QC reopens shelter for abuse victims as cases rise
MANILA, Philippines — The Quezon City government reopened its protection center for victims of violence on Monday amid a reported rise in domestic abuse cases as millions have been forced to stay at home due to the new coronavirus disease (COVID-19).
The local government said the QC Protection Center, located inside the Quezon City General Hospital compound at Barangay Bahay Toro, would now serve walk-in clients, particularly women, children and members of the LGBT community, who had been abused or harassed.
The shelter was one of several establishments forced to temporarily shut down as cities in Metro Manila raced to contain the spread of COVID-19.
Though its physical facility was no longer operating, the QC Protection Center had continued accepting inquiries and complaints through email, social media and its dedicated hotline, according to the local government.
After the emergence of unsettling reports that around 602 people—or an average of eight per day—were raped throughout the country between March 17 and May 23, Mayor Joy Belmonte ordered the center itself to reopen.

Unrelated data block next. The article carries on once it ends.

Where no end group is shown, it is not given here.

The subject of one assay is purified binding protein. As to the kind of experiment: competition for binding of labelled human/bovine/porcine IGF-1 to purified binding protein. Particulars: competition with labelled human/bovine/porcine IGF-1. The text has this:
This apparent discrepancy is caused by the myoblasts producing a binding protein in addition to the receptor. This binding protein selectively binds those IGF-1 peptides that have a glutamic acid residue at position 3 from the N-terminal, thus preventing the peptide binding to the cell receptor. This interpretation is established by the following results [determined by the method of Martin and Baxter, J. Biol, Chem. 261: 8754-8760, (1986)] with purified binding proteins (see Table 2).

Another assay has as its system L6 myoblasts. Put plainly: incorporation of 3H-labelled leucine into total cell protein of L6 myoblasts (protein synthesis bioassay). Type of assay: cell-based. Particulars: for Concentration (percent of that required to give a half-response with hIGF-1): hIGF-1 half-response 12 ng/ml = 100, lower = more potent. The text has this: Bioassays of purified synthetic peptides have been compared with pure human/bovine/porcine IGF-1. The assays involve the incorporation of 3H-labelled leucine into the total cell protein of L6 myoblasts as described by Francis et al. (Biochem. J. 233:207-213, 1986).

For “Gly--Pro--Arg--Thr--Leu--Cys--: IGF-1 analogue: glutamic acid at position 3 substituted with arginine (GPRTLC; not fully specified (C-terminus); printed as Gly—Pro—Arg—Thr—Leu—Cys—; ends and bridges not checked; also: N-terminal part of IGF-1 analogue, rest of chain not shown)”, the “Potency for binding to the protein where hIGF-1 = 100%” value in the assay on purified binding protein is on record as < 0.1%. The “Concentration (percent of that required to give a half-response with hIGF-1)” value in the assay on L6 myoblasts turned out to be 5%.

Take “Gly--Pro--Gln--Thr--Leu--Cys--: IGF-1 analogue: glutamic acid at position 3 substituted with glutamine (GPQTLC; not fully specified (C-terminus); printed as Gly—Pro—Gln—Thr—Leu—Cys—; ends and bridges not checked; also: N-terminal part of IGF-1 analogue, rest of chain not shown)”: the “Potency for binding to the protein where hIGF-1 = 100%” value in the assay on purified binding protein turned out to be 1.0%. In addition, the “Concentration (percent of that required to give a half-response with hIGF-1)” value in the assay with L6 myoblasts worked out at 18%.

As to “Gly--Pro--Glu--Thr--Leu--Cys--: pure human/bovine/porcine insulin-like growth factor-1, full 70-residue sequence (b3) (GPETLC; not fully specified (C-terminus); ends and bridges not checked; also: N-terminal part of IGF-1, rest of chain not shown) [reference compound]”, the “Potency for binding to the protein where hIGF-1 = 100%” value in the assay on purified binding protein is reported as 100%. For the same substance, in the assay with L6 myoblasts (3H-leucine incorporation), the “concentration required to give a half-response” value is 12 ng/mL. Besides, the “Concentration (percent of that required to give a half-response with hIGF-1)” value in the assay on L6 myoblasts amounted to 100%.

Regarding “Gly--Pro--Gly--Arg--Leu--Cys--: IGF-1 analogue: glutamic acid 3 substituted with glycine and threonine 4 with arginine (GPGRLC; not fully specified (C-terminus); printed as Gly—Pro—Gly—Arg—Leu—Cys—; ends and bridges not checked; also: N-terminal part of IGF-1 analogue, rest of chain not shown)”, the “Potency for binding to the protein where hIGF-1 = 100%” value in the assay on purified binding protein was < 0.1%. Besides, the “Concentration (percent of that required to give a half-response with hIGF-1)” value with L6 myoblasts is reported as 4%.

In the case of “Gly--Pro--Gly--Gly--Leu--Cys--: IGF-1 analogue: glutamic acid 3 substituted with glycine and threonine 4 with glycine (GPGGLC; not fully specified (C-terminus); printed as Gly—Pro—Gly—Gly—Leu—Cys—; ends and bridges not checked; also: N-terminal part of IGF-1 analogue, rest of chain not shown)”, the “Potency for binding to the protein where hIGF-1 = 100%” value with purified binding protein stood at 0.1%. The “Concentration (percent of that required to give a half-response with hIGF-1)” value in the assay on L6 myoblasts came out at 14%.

The Quezon City government also cited a study conducted by the International Justice Mission that said incidences of internet-based sexual exploitation of children in the country rose a stunning 250 percent to 81,723 cases in 2017.
“We need to provide vulnerable sectors of society an avenue where they can seek assistance against any form of violence and harassment, most especially now that they are frequently at home due to the modified enhanced community quarantine,” Belmonte said.
The protection center was established in 2012 as a one-stop “crisis center” for victims of gender-based violence and harassment, mandated to provide free legal, medical and psychological assistance to survivors of abuse.
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